I’ve never stolen a car—even though the “Fast and Furious” movies and “Gone in 60 Seconds” make grand theft auto seem so glamourous. But after spending a week with the Lexus ES300 hybrid, I was more than a little tempted (yes, Lexus loaned me the car, but that in no way influenced my opinions).
Really and truly, there’s not a whole to say about this car except that it is absolutely amazing. But of course, one wouldn’t expect any less from Lexus. So I’m going to skip over the typical review items and focus on a few lesser-known features.
It’s a magnet. As a single guy, I’ve noticed over the years that the amount of attention women pay to me changes depending on the circumstances. When I’m out and about by myself, women often smile at me (despite my fantasies, I’m sure most are just being polite). Going out for a walk with my dog (who’s, admittedly, cuter than I am) doubles the number of smiles. And when my daughters were little, going out with them probably tripled the smiles. I always thought that the combination of me + dog + daughters was the best thing ever. But me + dog + one daughter (the older two are all grown up) + the ES300 was complete insanity. I am, however, still single.
It makes the roads safer for everyone. The ES300 has all the latest and greatest safety features: blind spot sensors, lane change alerts, more air bags than you can count, anti-lock brakes, and on and on. But after testing out the zero-to-70 factor (which was really impressive) a few times and working the suspension by taking a few turns faster than I should have, I found myself actually obeying the speed limit. The reason? Because it’s such a joy to drive that I wanted to make the ride last as long as possible.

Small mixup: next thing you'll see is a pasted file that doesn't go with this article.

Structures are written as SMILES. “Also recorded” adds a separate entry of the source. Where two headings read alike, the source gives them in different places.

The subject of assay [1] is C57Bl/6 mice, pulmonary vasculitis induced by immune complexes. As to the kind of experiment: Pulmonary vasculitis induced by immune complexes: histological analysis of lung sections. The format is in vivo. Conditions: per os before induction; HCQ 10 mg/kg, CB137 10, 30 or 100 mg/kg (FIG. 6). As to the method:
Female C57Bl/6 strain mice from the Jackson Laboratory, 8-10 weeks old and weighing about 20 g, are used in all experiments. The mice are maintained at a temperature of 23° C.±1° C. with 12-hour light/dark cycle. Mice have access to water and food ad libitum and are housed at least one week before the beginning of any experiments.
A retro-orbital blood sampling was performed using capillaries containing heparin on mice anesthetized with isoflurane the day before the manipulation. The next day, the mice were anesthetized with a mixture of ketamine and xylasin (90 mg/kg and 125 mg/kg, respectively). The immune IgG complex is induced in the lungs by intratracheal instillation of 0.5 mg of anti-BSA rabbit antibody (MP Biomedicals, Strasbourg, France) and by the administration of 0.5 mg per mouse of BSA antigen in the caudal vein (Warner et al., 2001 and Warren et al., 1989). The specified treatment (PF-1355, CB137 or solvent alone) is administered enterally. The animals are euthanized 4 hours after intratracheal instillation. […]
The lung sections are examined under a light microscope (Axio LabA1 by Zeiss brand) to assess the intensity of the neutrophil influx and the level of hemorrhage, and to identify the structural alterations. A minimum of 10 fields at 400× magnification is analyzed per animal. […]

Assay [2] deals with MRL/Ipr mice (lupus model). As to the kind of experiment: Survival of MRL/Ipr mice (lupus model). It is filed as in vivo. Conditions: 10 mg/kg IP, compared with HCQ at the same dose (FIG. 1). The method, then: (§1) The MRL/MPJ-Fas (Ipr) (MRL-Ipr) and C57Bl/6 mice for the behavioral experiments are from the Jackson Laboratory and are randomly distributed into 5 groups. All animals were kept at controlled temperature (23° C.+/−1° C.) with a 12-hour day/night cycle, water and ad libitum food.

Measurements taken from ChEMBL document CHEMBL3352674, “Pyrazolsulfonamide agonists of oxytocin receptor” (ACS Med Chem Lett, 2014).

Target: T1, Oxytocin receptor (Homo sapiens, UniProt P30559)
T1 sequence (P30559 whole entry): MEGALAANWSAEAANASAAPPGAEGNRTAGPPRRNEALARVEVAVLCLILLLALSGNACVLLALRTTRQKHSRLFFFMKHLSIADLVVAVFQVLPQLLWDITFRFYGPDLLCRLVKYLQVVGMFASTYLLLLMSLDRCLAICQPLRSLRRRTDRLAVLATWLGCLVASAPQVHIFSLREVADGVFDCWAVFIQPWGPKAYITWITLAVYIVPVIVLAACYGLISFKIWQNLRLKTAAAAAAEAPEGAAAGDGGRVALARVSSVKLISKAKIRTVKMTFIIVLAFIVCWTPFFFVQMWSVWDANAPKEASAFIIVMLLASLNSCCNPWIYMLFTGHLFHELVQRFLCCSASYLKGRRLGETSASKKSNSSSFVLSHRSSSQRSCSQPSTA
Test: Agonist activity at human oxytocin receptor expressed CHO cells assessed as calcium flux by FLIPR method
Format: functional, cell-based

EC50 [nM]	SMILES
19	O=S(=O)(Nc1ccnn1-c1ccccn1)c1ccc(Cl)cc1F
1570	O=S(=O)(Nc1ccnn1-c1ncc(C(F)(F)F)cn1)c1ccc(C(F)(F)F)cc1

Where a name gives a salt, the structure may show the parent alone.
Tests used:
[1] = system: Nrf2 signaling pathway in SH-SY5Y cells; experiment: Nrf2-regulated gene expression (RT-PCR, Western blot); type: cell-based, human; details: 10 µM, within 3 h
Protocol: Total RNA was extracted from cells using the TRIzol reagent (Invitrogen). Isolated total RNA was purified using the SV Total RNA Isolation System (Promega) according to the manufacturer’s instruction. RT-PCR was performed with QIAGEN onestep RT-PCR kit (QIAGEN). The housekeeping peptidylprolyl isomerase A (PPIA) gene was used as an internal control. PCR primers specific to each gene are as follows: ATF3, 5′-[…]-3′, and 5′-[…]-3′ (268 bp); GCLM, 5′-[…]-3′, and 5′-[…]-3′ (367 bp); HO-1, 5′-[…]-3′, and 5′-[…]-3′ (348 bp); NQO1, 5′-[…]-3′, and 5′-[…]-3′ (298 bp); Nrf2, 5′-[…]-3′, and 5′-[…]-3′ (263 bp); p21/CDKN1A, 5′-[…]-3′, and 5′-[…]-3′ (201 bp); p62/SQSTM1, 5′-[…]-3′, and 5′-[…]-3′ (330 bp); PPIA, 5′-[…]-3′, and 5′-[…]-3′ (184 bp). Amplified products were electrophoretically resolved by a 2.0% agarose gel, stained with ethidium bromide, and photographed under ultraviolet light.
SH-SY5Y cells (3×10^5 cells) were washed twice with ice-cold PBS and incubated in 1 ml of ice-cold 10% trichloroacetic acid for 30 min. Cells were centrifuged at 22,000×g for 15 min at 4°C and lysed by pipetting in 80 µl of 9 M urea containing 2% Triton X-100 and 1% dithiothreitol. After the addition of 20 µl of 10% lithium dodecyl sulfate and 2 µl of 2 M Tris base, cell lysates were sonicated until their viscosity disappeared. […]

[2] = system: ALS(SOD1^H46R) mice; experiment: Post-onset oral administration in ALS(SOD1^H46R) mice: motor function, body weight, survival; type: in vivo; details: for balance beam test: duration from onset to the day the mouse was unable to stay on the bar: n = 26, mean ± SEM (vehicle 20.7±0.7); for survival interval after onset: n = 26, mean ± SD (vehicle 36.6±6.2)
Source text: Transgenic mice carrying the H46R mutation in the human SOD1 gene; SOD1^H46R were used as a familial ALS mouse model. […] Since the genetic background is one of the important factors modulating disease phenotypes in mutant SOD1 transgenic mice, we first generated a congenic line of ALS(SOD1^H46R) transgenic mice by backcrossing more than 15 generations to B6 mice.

It has a clock. Yes, the ES300 is gorgeous to look at (even without my daughters, my dog, or me in the picture), and the interior styling is sleek and stylish. But one of the classiest features of all was the analog clock. For some reason that tiny touch of retro made the whole car seem even more luxurious.
It’s beyond comfortable. As an NPR addict, I often stay in the car after arriving at my destination so I can listen to the end of an interesting segment. With the ES300, I’d frequently take the long way to wherever I was going and, when I arrived, I’d sometimes just sit there, usually with the radio off, reveling in the luxurious interior. My passengers, whether they sat in the front seat or the rear, said very much the same thing. And somehow, driving around looking for parking became a pleasure instead of the trigger for a murderous rage.
Bottom line? At $50,000, it’s a bit out of my price range, so I’m saving my pennies. But it might be cheaper to just hire one of those “Gone in 60 Seconds” guys to do their thing.